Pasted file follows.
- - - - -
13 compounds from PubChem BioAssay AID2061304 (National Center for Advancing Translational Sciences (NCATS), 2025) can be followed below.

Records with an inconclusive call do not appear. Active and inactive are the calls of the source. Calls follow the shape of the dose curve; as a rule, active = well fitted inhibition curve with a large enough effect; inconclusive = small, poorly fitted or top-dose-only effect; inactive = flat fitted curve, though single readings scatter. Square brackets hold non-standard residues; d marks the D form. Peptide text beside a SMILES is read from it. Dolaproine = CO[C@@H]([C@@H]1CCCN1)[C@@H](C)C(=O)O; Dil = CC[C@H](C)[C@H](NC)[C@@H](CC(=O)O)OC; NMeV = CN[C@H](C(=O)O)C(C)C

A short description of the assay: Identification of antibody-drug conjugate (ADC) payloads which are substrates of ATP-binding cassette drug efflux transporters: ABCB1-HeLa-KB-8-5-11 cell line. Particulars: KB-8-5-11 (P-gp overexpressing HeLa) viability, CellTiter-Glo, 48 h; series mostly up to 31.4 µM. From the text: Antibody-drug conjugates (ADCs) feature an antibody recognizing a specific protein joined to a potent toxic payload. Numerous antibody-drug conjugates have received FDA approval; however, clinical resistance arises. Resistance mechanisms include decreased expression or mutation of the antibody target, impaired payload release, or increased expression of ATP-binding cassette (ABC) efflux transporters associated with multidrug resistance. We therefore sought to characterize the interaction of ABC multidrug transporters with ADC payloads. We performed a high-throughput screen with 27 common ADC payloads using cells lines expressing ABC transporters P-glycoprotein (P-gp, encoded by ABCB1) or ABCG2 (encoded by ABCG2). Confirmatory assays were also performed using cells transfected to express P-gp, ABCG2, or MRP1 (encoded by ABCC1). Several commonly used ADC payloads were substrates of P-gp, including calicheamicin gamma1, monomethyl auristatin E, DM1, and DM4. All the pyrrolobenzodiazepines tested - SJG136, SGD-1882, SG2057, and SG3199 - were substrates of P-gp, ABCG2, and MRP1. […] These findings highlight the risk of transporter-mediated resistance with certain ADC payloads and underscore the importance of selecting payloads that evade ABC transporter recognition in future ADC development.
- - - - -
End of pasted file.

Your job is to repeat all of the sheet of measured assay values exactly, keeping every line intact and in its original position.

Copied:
13 compounds from PubChem BioAssay AID2061304 (National Center for Advancing Translational Sciences (NCATS), 2025) can be followed below.

Records with an inconclusive call do not appear. Active and inactive are the calls of the source. Calls follow the shape of the dose curve; as a rule, active = well fitted inhibition curve with a large enough effect; inconclusive = small, poorly fitted or top-dose-only effect; inactive = flat fitted curve, though single readings scatter. Square brackets hold non-standard residues; d marks the D form. Peptide text beside a SMILES is read from it. Dolaproine = CO[C@@H]([C@@H]1CCCN1)[C@@H](C)C(=O)O; Dil = CC[C@H](C)[C@H](NC)[C@@H](CC(=O)O)OC; NMeV = CN[C@H](C(=O)O)C(C)C

A short description of the assay: Identification of antibody-drug conjugate (ADC) payloads which are substrates of ATP-binding cassette drug efflux transporters: ABCB1-HeLa-KB-8-5-11 cell line. Particulars: KB-8-5-11 (P-gp overexpressing HeLa) viability, CellTiter-Glo, 48 h; series mostly up to 31.4 µM. From the text: Antibody-drug conjugates (ADCs) feature an antibody recognizing a specific protein joined to a potent toxic payload. Numerous antibody-drug conjugates have received FDA approval; however, clinical resistance arises. Resistance mechanisms include decreased expression or mutation of the antibody target, impaired payload release, or increased expression of ATP-binding cassette (ABC) efflux transporters associated with multidrug resistance. We therefore sought to characterize the interaction of ABC multidrug transporters with ADC payloads. We performed a high-throughput screen with 27 common ADC payloads using cells lines expressing ABC transporters P-glycoprotein (P-gp, encoded by ABCB1) or ABCG2 (encoded by ABCG2). Confirmatory assays were also performed using cells transfected to express P-gp, ABCG2, or MRP1 (encoded by ABCC1). Several commonly used ADC payloads were substrates of P-gp, including calicheamicin gamma1, monomethyl auristatin E, DM1, and DM4. All the pyrrolobenzodiazepines tested - SJG136, SGD-1882, SG2057, and SG3199 - were substrates of P-gp, ABCG2, and MRP1. […] These findings highlight the risk of transporter-mediated resistance with certain ADC payloads and underscore the importance of selecting payloads that evade ABC transporter recognition in future ADC development.